This transfer is covered by the TUPE regulations, so employees should keep more or less the same conditions as before the transfer of the services. However, unions say they are often put under pressure to accept poorer conditions.

That pressure can increase if the private contractor brings in new people on different terms. In addition, private contractor pension arrangements are seen as inferior to those provided by the NHS.

The government is now proposing that staff in soft ancillary services (such as catering and cleaning) will remain employed in the NHS, but will be seconded to the private sector. Under what the government is calling the retention of employment model, the private sector would manage the staff, even though they would not be its employees.

In an attempt to iron out glitches in this big idea, the Department of Health has launched pilot schemes at Queen Marys Hospital in Roehampton, Stoke Mandeville Hospital trust and Barking, Havering and Redbridge Hospitals trust.

Helen Walley, chief executive of South West London Community trust, which runs Queen Marys, says: 'At the moment, discussions are going on between us, the DoH and the trade unions about what level of staff we are talking about.

In the first discussions we had with the government, we talked about managerial and some supervisory staff being transferred under TUPE to the private sector.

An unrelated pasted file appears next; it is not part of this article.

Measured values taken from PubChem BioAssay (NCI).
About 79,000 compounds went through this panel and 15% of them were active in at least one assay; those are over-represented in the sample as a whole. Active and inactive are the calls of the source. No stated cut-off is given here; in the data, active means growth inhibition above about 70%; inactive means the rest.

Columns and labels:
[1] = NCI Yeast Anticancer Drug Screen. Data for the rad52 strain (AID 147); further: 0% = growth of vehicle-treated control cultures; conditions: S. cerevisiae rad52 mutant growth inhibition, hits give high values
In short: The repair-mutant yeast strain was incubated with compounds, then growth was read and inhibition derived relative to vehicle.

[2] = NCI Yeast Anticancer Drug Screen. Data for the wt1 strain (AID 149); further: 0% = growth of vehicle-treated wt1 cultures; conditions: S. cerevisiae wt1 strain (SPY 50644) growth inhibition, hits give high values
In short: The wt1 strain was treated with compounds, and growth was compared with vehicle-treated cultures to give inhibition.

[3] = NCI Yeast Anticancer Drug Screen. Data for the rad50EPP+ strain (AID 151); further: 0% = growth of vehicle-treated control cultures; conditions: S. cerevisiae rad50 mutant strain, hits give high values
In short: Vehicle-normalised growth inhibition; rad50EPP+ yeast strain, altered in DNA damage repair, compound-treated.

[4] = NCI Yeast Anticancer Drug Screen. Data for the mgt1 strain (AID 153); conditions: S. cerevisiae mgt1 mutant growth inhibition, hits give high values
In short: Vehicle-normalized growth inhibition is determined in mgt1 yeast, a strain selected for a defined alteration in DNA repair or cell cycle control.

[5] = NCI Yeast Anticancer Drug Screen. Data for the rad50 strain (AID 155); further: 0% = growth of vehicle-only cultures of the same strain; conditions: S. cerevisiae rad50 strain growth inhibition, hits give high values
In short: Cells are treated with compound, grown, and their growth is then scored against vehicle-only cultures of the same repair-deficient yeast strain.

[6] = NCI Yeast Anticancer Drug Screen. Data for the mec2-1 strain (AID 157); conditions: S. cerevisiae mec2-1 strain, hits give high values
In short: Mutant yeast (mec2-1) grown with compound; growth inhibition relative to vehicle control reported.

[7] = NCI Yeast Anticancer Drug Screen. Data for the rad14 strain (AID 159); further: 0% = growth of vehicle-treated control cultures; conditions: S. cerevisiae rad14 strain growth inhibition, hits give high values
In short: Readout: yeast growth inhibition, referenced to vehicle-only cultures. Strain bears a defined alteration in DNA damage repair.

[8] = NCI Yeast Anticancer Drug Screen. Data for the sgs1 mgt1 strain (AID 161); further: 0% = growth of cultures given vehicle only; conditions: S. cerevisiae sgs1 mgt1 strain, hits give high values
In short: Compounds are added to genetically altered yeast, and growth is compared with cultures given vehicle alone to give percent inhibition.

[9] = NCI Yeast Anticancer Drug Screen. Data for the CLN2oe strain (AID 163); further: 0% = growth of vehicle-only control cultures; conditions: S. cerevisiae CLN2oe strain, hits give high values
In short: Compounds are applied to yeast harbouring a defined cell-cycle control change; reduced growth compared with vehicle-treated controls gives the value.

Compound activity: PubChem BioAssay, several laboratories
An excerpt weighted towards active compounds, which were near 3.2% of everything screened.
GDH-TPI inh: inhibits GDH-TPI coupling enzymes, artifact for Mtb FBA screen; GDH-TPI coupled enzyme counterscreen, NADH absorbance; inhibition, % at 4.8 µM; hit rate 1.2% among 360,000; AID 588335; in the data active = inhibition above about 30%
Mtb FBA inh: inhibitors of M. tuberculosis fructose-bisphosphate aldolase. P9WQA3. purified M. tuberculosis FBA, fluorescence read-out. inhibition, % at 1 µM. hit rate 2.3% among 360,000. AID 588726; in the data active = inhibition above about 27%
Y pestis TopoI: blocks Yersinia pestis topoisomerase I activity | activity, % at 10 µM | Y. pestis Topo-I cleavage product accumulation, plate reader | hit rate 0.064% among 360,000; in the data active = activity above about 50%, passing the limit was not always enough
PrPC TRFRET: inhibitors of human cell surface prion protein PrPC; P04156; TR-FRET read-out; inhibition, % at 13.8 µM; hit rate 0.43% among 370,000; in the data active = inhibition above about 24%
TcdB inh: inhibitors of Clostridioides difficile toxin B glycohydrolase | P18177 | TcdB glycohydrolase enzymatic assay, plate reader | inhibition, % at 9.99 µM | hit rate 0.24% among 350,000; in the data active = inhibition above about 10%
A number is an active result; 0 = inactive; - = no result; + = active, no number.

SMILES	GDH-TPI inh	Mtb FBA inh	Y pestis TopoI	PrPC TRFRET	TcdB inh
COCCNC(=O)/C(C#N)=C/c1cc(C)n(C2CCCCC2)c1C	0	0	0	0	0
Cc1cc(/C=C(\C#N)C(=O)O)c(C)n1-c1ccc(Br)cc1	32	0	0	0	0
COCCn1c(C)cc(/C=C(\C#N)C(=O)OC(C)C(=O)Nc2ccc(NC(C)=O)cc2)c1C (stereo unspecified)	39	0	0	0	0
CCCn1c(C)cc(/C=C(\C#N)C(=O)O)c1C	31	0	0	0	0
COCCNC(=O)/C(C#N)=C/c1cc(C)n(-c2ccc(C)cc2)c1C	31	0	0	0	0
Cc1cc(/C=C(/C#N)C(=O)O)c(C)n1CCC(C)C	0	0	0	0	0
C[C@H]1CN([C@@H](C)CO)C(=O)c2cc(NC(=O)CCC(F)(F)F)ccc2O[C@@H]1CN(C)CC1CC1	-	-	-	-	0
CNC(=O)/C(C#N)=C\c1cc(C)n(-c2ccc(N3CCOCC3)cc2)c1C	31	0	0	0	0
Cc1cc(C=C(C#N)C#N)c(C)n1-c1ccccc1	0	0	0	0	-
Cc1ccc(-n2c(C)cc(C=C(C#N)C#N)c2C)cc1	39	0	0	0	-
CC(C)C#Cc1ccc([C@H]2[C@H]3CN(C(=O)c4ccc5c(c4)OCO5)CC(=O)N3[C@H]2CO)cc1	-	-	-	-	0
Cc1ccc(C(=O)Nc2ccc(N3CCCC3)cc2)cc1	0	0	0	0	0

'Everybody else below that level of management would stay within the NHS and would be seconded across, under the terms of the contract. The definition of a manager is still under consideration.'

The new schemes will not simplify life for trusts. 'All trusts will need to consider value for money and affordability, ' Ms Walley says.

'We also need to consider exactly what the new relationship with the private provider will be, and how things will work in relation to the staff and the day-to-day running of the hospital. There will always be issues that come up over the 30-year period of a contract.'

Vincent Doherty, PFI project director at Stoke Mandeville, says the idea of using three trusts in the pilot is to explore issues from different perspectives for the benefit of the whole NHS.

'Each trust currently has a different mix of contracted and contracted-out soft services, so we hope to draw out a common approach which can be applied across PFI in the NHS.'

All very well, but there are concerns about the potential for confusion over the legal basis for these types of arrangements. Charles Newman, a partner at Beachcroft Wansbroughs, says: